How can federal government agency leaders foster employee trust, demonstrate they care about their wellbeing and increase their engagement? One of Gallup’s most profound discoveries is the crucial role of the manager in driving team engagement. In fact, managers account for 70% of the variance in team engagement.

Managers need to cascade messages from leadership about key initiatives in a way that helps employees understand how their role connects to the agency’s broader mission and advise them on how to collaborate with other teams and departments. Managers also need to ensure that their team’s wellbeing is linked to team expectations and leadership initiatives. All of this creates a workplace culture that fosters a positive employee experience and greater trust in leadership -- and increases the likelihood that employees will stick around.

Context for Leaders on Managers

Expectation setting, vision casting, developing trust and retaining people are important tasks for managers, but government manager training programs often focus on technical skills or administrative tasks. Managers need leadership support to learn how to develop, motivate and engage teams. Among all employees, managers are the most likely to suffer from burnout.

Manager pressures come from all directions:

  • Managers receive key objectives and mandates from leadership and are expected to act on them. In federal agencies, these requests often come in a swift tempo.
  • Managers must deal with employees who have rising expectations about purpose and development -- and who perceive their manager as key to enabling both.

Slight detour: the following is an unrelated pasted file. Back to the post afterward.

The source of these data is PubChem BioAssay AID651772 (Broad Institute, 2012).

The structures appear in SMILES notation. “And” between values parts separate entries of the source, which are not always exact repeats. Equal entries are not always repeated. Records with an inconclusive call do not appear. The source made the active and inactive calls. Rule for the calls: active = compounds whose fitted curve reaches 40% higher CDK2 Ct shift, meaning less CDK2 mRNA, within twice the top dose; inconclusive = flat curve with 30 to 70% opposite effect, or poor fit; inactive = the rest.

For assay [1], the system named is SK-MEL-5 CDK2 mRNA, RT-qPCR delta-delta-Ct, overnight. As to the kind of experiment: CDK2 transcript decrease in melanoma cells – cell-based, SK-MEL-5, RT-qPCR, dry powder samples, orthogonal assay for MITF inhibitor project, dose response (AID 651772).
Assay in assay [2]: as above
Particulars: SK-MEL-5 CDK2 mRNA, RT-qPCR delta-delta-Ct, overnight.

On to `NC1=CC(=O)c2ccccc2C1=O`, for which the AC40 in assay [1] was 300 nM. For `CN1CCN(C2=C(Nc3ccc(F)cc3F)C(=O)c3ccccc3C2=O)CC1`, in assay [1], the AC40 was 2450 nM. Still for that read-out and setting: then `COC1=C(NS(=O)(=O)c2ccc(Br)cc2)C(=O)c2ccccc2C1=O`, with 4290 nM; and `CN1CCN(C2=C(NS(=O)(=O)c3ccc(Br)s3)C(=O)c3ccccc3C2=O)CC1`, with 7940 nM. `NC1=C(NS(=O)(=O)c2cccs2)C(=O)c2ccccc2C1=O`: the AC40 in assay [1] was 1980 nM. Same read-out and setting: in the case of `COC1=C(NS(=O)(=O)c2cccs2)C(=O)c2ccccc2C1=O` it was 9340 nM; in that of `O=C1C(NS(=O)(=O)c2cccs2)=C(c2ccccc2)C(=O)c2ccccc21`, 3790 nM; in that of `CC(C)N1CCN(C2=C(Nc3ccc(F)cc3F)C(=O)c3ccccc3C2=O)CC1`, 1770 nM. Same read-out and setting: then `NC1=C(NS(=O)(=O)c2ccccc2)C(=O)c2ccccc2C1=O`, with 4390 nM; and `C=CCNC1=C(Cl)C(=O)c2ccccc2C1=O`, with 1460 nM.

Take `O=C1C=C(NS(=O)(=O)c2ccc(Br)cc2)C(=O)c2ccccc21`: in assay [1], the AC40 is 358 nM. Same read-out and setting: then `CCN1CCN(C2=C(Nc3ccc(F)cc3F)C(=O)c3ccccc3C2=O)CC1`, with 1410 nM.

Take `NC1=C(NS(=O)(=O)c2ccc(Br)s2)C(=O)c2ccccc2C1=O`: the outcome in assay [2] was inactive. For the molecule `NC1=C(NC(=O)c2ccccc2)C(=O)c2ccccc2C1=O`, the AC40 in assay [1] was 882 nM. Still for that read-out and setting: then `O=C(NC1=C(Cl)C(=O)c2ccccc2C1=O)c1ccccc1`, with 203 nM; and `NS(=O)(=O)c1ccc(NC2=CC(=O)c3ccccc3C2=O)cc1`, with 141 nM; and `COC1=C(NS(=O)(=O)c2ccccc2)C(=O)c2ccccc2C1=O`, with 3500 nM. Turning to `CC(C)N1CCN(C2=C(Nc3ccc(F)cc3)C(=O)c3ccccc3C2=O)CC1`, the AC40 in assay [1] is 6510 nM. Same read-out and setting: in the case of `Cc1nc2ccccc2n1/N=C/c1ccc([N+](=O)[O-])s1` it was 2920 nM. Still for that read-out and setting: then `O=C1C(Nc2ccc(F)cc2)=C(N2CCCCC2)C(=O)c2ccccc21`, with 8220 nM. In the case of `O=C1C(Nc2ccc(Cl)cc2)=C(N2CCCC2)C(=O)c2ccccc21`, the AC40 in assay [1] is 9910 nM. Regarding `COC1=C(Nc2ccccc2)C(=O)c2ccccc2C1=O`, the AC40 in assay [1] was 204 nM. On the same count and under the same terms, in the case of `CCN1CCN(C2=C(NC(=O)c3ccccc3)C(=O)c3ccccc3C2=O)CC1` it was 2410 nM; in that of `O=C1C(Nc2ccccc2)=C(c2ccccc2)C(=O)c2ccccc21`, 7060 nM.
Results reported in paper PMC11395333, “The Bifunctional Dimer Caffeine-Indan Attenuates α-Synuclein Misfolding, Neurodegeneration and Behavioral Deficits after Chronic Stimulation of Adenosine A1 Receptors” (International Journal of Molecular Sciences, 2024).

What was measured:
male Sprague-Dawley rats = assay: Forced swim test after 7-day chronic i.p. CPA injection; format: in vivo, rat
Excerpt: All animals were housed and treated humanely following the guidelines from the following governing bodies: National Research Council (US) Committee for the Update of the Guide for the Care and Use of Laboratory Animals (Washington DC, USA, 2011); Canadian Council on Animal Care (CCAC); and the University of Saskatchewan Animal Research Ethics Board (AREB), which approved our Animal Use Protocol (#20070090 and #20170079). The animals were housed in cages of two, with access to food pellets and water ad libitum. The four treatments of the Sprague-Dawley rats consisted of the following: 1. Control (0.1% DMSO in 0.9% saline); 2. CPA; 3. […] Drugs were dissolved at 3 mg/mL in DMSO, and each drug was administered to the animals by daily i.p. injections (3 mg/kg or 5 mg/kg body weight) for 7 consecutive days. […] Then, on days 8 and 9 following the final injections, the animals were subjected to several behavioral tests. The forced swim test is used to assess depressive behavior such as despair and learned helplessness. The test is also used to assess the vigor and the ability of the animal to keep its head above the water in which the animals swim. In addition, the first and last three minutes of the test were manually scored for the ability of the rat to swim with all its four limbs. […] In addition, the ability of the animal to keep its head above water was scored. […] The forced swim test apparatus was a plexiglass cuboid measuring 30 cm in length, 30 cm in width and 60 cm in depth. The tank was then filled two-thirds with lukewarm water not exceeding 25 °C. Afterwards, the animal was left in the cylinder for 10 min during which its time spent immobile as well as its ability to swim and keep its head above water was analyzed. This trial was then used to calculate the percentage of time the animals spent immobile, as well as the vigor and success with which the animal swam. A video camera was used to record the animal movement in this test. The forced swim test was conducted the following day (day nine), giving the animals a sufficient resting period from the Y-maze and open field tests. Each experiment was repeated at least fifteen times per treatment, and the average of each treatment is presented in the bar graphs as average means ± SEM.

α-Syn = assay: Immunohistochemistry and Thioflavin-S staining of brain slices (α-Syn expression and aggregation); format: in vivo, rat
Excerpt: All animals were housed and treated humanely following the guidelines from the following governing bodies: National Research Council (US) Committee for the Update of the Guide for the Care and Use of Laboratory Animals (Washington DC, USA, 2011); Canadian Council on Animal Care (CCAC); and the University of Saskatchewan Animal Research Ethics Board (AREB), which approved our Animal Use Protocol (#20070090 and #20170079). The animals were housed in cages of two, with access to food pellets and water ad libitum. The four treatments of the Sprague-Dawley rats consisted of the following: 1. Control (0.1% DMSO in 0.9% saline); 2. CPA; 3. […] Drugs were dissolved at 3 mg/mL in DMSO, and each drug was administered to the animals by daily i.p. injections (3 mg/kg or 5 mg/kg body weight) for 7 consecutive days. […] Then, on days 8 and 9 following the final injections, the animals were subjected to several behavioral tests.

• Managers may be struggling with their own engagement. Stress factors such as an intense workload, unclear expectations, unreasonable deadlines or too many direct reports can be sources of disengagement.
  • Managers increasingly must manage employees working remotely, in hybrid environments or in separate locations. This complicates how managers must communicate with their teams and demands their extra focus and intention.

Leaders should be aware of these pressures and be on the lookout for signs of burnout among their managerial staff. By providing proper communication and support, leadership can ensure managers are well equipped to lead and engage their teams.

What direction should federal government leaders give to managers? When the organization considers people to be a strategic priority, performance improves. Even in the face of shifting federal government priorities, a consistent focus on an agency’s people advances its mission.

When leaders strategically commit to engaging their people and claim and reinforce it through manager development and integrating people strategy with the agency’s annual operating plan, managers will make supporting and developing their team members a top priority.

When leadership’s strategic commitment is a reality, engagement will no longer stagnate. Improved employee engagement transforms every employee’s experience, the workplace and the agency’s ability to meet its objectives.

Be a leader who commits to engaging their people.



Rob DeSimone is a Senior Consultant at Gallup.

James Rapinac contributed to this article.